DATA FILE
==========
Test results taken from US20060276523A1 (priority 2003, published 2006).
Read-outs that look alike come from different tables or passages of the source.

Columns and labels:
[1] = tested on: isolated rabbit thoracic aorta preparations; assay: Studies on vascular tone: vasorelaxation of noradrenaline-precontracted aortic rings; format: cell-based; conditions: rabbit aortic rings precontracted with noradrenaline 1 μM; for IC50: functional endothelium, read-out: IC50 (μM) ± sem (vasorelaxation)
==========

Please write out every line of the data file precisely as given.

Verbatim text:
Test results taken from US20060276523A1 (priority 2003, published 2006).
Read-outs that look alike come from different tables or passages of the source.

Columns and labels:
[1] = tested on: isolated rabbit thoracic aorta preparations; assay: Studies on vascular tone: vasorelaxation of noradrenaline-precontracted aortic rings; format: cell-based; conditions: rabbit aortic rings precontracted with noradrenaline 1 μM; for IC50: functional endothelium, read-out: IC50 (μM) ± sem (vasorelaxation)